The average running time of a Bobby Cox postgame get-together with reporters is generally somewhere around 55 seconds. When the Braves lose, it's chopped down to about a half-minute.
A couple of standard questions, a couple of predictably warmed-over responses, a friendly "OK?" and everyone dutifully moves on. That is, of course, just the way Cox plans it.
If it's not the cigar smoke that gets you, it's the smokescreen.
You want positives? Oh, Cox will do positives. Cox is the Manager of the Year when it comes to talking positives. Nobody's close.
Cox, the genial field general of the Braves, can make a fender-bender out of a 16-car pileup. He can turn a shriveled ballpark dog into a feast. The pitcher who allowed 12 earned runs in 4 2/3 innings? Ahhh, he just missed on a couple of balls, fellas. He was throwing really well.
"What was your word? Bland?" said Braves general manager John Schuerholz when I suggested that Cox might be purposely bland in his public comments about the team. "You might say bland. From his viewpoint, it's effective. It's proper. It's the way a good leader protects his men."
It's also one of the main reasons that Cox, 63, is the best manager in the National League. Where others poke and prod, Cox smoothes over and cushions. He closes ranks. And, let's not forget: He wins. He keeps winning.
"It's hard for a player not to continue playing for a guy like that," said Terry Pendleton, who won the 1991 National League MVP under Cox and now is the team's hitting coach.
Cox is in his 23rd season of managing, his 15th straight during this second stint with the Braves, and he's never been more on top of his game. If he isn't the NL's Manager of the Year in 2004, something's messed up somewhere.
The pitching staff that carried the Braves to all those titles in the '90s is, with the exception of closer John Smoltz, long gone. Instead of Tom Glavine and Greg Maddux, Cox is winning with guys named Jaret Wright, Russ Ortiz and John Thomson.
The Braves lost sluggers Gary Sheffield and Javy Lopez to free agency last offseason, along with third baseman Vinny Castilla. There were injuries to Chipper Jones, second baseman Marcus Giles, shortstop Rafael Furcal and first baseman Adam LaRoche. So Cox won by taking advantage of a brilliant offseason trade for career underachiever J.D. Drew, moving Jones back to third base to save his sore hamstring and plugging in guys like DeWayne Wise, Charles Thomas, Nick Green and 46-year-old Julio Franco.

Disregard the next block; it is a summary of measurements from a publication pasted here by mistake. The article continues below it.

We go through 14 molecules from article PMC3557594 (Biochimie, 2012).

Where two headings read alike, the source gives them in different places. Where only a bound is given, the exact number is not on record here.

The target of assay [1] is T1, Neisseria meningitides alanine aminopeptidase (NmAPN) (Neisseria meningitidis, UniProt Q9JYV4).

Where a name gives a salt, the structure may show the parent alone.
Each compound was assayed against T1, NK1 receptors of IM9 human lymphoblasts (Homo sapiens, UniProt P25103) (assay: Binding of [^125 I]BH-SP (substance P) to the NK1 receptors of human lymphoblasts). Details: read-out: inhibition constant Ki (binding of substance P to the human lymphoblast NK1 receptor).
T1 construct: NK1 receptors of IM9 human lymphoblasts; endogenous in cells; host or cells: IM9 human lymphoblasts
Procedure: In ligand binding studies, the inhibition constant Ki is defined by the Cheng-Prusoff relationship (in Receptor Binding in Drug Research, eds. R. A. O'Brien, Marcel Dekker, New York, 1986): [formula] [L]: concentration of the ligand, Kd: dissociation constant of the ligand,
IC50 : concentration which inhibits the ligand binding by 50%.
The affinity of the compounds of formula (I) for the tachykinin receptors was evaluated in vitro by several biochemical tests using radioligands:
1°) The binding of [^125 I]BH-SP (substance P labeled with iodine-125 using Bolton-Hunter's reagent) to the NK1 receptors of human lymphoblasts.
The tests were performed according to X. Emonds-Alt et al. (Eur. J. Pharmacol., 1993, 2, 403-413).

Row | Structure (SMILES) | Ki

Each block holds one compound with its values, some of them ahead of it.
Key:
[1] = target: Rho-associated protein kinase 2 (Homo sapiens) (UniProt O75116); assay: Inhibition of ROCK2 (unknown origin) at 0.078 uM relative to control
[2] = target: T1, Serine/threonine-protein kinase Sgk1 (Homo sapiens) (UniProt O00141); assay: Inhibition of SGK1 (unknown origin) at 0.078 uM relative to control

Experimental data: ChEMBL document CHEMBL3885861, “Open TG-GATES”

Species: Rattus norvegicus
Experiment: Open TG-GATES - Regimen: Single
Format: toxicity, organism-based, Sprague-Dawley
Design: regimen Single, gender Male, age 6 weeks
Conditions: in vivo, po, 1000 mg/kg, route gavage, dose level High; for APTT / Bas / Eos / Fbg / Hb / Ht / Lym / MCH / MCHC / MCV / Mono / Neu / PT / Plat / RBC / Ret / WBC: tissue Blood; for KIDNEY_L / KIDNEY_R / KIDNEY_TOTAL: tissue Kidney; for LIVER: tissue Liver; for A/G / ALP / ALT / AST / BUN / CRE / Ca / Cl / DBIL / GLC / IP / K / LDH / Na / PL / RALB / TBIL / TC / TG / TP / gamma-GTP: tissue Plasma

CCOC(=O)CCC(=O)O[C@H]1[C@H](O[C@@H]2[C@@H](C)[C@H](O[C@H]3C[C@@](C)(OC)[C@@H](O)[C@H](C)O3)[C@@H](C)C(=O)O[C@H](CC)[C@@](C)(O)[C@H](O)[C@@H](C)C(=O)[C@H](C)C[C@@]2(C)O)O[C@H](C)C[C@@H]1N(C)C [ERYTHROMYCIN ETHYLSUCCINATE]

The knock on Cox has been that he's won, sure, but he's had the horses. Well, the Braves have claimed an unprecedented 13th straight division title (not counting the strike year of 1994, when they were in second place behind the Expos) this season with a collection of players that a lot of teams wouldn't have touched.
It's Cox who has nurtured them, kept them together and protected them.
"He gets those guys to subjugate their individual egos and blend them into one team ego," Schuerholz said. "It's an ego of one."
It would be hard to find a more homogeneous -- some might say bland -- organization in baseball. Cox has rules and he has a way he expects his players to perform. No music in the clubhouse, sport coats on the road (with no jeans or sandals), hustle at all times and, above all, professionalism.
He famously pulled a young Andruw Jones off the field when he failed to run hard after a ball in 1998. Cox was behind the expulsion of the disruptive John Rocker after those boneheaded comments in Sports Illustrated in 1999.
Still, Cox is far from unyielding. In 1993, Pendleton stormed off the field in the middle of an inning and threw his glove down in disgust after Braves' pitchers failed to retaliate for a beaning earlier in the game. Cox and Pendleton had a couple of long talks -- "Oh yeah," said Pendleton. "He'll put that little bass in his voice" -- and Pendleton reportedly was fined.
But he played the next day, and Cox absorbed the public criticism for allowing him to play. Pendleton is now fiercely loyal to Cox and the Braves, much like bullpen coach Bobby Dews, who has been with the team since 1975.
"It's 1987," said Dews, who was a roving instructor in the minor leagues and an assistant to Braves executive Hank Aaron, the director of player development at the time. "I'm drinking too much, and I'm really not doing my job. Bobby calls me in [Cox was the team's GM] and says 'Bobby, you're a good baseball man. But you either get this straightened out and be the baseball man we know you can be, or you're going to Mexico and you're only coming home once a year.'"
The Braves shipped Dews off for a 28-day stay at a treatment facility in coastal Georgia. He's been sober ever since.
"He saved my life," Dews said.
Cox won't talk much about himself or the job he does -- he's won nearly 2,000 games, five NL pennants and a World Series in his career -- yet it's clear that this season may go down as his finest ever.
He has taken a team racked by injuries and the economic realities of the time and blended it, against all odds, into a winner. Again.
And winning, remember, never is bland.